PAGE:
National Health and Social Care Workforce Plan
The overall aim of the Scottish Government's National Health and Social Care Workforce Plan is to support organisations which provide health and social care services to identify, develop and put in place the workforce they need to deliver safe and sustainable services. The Plan is divided into three parts, covering NHS Scotland, social care and primary care services.
Part 1 of the National Health and Social Care Workforce Plan, covering NHS Scotland, was published in June 2017. Recommendations in Part 1 are set out across six key areas: Governance; Roles; Data; Recruitment and Retention; Guidance; Student and Post-Graduate Training Intakes. These include the establishment of a new National Workforce Planning group, with representation from across health and social care, to oversee the recommendations within the Plan.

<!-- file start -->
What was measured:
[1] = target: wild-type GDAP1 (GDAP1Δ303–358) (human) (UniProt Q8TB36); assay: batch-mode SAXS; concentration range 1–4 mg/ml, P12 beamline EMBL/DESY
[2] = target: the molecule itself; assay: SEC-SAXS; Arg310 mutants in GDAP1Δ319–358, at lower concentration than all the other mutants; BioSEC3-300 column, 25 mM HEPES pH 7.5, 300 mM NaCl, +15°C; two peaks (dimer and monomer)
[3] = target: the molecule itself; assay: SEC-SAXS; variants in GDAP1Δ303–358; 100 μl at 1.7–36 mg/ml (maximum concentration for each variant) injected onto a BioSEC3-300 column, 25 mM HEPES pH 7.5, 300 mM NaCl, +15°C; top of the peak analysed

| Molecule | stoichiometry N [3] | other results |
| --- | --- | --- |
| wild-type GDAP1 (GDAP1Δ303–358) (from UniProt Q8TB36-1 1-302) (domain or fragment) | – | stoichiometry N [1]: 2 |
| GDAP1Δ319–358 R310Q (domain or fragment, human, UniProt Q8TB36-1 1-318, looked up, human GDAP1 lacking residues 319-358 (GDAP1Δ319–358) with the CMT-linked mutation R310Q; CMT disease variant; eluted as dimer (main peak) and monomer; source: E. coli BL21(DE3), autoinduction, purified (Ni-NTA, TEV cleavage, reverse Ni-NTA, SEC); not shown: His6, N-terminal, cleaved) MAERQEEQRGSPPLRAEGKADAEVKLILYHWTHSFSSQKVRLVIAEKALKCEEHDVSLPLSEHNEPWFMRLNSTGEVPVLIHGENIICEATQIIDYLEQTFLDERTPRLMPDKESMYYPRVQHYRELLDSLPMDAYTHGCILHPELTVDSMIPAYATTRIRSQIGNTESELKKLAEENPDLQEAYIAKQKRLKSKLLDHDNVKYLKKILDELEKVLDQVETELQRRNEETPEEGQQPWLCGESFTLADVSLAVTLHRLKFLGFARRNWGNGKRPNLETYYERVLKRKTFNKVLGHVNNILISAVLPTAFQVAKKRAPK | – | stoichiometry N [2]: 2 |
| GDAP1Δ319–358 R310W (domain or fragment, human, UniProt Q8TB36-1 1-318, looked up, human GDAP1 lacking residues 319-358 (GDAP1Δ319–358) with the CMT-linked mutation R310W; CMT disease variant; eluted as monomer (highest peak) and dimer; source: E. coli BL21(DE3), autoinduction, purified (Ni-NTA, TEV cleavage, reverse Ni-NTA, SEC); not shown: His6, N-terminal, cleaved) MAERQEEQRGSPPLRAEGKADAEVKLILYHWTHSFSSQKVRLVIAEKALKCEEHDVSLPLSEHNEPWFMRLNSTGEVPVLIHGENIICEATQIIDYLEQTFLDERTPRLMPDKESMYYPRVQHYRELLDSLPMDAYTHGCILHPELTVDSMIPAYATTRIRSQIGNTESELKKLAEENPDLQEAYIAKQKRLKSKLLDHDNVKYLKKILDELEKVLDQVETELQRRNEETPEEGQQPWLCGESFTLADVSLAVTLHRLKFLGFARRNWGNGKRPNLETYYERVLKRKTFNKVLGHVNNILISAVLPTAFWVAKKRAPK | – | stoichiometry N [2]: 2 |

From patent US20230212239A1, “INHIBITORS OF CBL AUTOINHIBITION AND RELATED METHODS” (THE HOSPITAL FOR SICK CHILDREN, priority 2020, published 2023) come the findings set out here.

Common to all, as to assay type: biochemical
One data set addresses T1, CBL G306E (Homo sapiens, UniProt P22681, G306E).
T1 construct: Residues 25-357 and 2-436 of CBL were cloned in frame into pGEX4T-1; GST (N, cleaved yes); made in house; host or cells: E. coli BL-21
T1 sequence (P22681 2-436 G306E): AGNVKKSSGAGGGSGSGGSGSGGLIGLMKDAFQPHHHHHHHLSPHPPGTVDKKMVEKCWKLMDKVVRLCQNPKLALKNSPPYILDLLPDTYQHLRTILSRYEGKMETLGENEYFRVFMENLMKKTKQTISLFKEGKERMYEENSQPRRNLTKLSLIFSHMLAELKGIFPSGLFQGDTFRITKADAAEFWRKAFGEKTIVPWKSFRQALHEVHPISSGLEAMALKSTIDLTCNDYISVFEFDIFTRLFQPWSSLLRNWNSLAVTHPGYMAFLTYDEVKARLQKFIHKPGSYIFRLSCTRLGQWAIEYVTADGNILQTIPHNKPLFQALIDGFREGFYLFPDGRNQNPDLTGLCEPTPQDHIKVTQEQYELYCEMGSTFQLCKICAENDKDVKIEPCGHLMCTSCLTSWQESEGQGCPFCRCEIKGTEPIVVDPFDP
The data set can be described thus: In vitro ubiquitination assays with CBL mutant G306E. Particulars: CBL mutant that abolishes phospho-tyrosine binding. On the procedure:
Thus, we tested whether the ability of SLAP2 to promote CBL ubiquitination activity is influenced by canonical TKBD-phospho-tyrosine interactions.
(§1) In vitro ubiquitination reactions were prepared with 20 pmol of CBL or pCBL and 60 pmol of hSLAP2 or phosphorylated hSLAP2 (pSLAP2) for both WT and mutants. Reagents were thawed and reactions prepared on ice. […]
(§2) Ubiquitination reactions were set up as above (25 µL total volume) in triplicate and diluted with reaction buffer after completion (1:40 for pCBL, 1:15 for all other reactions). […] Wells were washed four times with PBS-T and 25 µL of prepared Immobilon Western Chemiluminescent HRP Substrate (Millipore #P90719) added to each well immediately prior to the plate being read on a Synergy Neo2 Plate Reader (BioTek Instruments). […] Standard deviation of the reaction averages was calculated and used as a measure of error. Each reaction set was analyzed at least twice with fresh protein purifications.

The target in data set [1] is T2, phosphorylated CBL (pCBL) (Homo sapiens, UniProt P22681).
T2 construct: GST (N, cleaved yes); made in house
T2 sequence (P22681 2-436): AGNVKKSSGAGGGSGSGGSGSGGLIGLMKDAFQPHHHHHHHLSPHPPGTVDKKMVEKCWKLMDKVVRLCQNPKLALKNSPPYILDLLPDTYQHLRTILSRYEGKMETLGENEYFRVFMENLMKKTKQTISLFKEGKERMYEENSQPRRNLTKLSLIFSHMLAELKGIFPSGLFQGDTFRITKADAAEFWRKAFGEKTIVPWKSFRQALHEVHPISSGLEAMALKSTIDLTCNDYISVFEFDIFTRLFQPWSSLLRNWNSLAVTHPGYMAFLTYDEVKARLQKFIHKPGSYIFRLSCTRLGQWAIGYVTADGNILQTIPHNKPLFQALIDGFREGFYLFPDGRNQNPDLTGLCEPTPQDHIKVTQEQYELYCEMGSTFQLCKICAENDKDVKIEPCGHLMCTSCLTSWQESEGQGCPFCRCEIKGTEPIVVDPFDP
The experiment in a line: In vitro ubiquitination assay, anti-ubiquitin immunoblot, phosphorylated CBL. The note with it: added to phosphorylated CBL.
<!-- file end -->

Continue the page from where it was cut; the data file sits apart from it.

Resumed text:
Part 2, published in December 2017, provides a framework for improving workforce planning for social care in Scotland. The document contains seven key areas of recommendation:
- Integrated workforce data
- National and local labour market and workforce analysis
- Workforce planning guidance for partnership working
- Workforce planning tools
- Promoting social care and social care settings more widely as a positive career choice
- Career pathways
- Training and education
Part 3 sets out how primary care services can respond to the changing and growing needs of the population. The Plan looks at how Multidisciplinary Teams will be strengthened to deliver an enhanced and sustainable workforce and how partners will work to ensure that better quality and more timely data is developed to drive effective local and national workforce planning.
Health and Care (Staffing) (Scotland) Act 2019